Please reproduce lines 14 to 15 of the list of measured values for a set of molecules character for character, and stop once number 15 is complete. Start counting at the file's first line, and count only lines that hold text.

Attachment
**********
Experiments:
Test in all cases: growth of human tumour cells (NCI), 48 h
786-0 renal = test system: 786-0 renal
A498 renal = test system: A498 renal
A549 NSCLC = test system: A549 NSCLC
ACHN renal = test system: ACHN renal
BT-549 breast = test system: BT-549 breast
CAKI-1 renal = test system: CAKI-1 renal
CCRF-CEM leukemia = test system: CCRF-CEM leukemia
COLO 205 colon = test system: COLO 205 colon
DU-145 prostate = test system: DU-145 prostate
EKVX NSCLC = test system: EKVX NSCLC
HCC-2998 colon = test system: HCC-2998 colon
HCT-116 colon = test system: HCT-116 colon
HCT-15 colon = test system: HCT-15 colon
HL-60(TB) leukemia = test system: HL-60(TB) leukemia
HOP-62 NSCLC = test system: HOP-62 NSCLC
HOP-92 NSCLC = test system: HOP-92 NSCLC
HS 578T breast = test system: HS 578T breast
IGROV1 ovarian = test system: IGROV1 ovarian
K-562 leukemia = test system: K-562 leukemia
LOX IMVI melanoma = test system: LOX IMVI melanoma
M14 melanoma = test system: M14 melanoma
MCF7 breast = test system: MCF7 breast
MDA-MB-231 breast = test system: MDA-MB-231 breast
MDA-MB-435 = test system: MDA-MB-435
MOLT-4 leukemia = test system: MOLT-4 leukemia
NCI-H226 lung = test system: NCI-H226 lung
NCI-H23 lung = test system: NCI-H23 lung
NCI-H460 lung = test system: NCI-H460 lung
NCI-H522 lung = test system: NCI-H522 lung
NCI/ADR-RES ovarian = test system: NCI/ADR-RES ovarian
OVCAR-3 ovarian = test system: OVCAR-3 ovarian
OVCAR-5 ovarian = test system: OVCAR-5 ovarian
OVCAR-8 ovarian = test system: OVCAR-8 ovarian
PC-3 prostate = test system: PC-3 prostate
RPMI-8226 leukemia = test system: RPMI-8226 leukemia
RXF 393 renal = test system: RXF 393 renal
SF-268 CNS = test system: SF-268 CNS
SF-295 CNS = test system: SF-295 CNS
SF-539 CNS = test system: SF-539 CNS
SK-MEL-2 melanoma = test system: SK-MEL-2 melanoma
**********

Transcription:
HCT-116 colon = test system: HCT-116 colon
HCT-15 colon = test system: HCT-15 colon